“Thankful for my first love introducing me to my first platonic love in 1990. Richard told you quite a bit about me and when you finally met me, you treated me like a long lost family member. Discovering I was outlandish as well, strengthened our connection. #StillHurts
My soul cousin, I miss you so. #HBDTupac ” Posted on Social Media: June 16, 2014
Today 19 years ago,
I was out of my mind, I felt a strong chill. Minutes later, a call had confirmed the death of Tupac, my soul cousin. I felt anger and knew I needed to transform it I went to a few people who thought I was nuts (what’s new?) and did not support me. Thank God for John, my friend, who told me that he would help with anything I needed. I told him I mainly needed him to hold my hand and, “Oh yeah, come with me to find a Dove.” Couldn’t find a Dove so, I released a white pigeon. I rang my folks at MTV and asked them to report an impromptu memorial service I would hold at Bryant Park. The only thing they said to me was ” Get a permit so you don’t get arrested.” “I have no permit and I’m not getting one. Fu*k dat.” MTV News (thanks to friends in high places ) announced it several times.
The celebration was well attended and with many candles burning, we discussed Tupac and his authentic nature. I did not verbalize much that day. Vivid memories come and go often. There was a time I would dismiss the memories because the pain was so deep. Now, I embrace them and realize how conscious and mature he was for his age. How much I miss that high level of dialogue, as its really hard to engage people like that these days. I also realize Tupac cared for me just as much as I cared for him. He taught me about true friendship (via many arguments and almost immediate make ups). He made me promise that I would continue to “question the shit outta everything”. He is one of the people who inspired me to start my Non-profit. “Yo, that’s some dope shit Mo, let me know what I can do.” I never did, which I regret. More importantly, Tupac’s opinion of my strong personality was empowering. I wasn’t “manly” in fact, my intense love and passion was of that of a chess-piece-Queen. If you play chess, you know that is a packed statement. The memorial served its purpose as it brought people peacefully together to celebrate a tragic end. It was moving and I won’t say the presence of Pac was felt or anything on the lines of that. Honestly, I was in too much pain to recall much, but, I do remember knowing our memorial moved Ms. Afeni and soothed my soul.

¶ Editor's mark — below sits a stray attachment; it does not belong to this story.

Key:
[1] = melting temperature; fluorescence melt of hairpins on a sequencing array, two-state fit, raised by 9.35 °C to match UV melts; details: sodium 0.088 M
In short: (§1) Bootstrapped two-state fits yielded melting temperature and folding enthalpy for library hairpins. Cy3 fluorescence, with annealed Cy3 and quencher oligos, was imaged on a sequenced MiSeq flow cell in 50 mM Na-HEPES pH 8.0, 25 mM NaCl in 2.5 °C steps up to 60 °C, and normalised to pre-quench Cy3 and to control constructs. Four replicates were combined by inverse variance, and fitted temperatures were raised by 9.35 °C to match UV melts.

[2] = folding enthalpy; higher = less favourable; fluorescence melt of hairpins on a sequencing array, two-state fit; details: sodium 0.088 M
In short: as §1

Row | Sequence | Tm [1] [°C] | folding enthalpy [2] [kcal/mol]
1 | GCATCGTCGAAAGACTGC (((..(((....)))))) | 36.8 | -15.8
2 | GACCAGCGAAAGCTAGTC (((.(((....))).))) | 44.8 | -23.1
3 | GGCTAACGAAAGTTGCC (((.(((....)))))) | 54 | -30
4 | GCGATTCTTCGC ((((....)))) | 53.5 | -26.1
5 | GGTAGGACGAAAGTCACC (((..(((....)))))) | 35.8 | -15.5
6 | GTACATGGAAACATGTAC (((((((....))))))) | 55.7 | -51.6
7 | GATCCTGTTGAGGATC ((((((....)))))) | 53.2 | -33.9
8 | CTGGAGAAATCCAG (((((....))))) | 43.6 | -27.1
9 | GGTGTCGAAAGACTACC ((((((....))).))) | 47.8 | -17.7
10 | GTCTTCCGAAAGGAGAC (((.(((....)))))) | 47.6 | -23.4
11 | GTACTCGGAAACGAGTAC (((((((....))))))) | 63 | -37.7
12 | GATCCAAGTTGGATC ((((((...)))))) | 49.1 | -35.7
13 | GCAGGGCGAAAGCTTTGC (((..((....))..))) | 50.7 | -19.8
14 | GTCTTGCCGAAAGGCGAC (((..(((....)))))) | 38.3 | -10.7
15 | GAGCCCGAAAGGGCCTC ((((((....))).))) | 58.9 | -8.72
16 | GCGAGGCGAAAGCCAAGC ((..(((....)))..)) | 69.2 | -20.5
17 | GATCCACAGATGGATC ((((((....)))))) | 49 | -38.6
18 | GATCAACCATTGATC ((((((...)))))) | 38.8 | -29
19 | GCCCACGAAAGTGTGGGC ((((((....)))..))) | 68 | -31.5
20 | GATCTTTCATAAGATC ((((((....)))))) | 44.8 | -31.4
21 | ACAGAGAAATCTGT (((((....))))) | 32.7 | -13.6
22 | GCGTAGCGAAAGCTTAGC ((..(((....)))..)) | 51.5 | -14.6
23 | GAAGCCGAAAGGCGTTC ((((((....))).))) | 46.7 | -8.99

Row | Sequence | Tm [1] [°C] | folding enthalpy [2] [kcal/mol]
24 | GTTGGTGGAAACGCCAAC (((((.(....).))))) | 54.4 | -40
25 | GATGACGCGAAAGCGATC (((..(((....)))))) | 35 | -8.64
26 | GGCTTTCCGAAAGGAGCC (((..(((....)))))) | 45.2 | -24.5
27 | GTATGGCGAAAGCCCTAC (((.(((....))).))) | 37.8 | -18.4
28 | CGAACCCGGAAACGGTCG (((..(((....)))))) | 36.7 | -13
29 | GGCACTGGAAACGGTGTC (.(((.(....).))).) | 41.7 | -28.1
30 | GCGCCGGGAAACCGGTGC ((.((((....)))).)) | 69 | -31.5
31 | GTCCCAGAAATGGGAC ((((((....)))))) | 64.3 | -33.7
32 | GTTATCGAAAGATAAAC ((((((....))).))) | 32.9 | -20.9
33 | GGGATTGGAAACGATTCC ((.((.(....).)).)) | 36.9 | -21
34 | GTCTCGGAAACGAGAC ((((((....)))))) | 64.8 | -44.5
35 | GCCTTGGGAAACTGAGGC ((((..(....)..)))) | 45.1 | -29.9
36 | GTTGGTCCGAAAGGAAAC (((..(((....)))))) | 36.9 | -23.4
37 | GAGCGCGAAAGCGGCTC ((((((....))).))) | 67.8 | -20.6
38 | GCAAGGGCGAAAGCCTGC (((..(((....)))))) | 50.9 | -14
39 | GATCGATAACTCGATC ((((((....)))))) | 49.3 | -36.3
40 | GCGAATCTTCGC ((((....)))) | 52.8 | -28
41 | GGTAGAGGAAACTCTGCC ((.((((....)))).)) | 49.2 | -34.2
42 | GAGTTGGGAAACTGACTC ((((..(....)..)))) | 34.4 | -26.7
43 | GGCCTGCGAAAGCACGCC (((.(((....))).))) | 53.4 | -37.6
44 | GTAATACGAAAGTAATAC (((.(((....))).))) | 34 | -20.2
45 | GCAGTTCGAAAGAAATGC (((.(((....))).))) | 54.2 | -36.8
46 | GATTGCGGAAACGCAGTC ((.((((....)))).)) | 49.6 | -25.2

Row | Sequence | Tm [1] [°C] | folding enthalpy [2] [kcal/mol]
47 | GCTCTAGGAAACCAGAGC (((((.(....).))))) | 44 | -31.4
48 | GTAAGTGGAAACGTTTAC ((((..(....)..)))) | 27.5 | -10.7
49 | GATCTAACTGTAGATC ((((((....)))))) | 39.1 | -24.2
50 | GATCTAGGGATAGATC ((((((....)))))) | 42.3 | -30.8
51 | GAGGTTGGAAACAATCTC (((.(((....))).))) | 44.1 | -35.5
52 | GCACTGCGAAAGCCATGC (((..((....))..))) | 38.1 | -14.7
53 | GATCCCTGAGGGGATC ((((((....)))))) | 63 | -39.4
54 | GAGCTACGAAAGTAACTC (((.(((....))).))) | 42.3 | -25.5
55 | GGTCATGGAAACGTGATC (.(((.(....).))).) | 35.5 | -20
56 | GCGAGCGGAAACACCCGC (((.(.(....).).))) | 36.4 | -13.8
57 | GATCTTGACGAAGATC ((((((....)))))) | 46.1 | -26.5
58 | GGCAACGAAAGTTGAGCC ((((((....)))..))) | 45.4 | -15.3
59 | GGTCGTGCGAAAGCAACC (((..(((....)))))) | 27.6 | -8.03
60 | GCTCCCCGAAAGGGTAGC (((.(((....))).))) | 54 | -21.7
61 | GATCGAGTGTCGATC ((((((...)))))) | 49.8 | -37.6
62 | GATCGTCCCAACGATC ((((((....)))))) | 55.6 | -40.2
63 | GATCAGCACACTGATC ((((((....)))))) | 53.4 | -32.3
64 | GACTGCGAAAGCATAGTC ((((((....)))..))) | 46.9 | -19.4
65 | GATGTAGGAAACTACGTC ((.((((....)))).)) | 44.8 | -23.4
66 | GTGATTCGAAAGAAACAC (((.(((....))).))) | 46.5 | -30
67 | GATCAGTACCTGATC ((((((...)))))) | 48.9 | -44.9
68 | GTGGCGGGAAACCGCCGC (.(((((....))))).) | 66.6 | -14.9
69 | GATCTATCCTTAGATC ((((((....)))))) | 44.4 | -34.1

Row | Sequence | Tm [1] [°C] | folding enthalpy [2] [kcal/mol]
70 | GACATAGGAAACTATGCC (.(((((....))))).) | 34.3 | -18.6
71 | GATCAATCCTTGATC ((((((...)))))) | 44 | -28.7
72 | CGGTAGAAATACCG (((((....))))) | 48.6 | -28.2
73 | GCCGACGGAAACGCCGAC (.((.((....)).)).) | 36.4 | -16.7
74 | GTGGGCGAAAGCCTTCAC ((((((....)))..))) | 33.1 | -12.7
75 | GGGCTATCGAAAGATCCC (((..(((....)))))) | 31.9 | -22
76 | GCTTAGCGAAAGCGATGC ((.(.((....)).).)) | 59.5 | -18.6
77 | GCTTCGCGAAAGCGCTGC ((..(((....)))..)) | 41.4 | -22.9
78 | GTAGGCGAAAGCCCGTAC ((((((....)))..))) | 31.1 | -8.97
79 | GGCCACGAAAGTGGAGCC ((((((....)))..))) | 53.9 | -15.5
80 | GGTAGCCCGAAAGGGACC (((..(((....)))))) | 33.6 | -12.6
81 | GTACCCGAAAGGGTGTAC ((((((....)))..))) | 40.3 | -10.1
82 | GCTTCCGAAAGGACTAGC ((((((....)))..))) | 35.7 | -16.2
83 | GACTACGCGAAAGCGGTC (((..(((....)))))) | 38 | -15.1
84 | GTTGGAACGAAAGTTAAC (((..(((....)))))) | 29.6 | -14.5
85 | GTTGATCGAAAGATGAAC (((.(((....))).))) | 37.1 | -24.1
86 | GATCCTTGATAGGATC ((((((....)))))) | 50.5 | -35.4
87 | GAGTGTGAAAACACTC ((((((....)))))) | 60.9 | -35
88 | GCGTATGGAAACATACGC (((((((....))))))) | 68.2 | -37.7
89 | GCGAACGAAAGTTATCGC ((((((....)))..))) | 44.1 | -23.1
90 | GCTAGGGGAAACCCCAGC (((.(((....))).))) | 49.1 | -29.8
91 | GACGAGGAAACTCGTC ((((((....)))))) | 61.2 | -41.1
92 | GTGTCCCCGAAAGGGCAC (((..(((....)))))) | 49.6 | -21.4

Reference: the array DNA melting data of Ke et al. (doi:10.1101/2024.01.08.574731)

Caption from New York Times: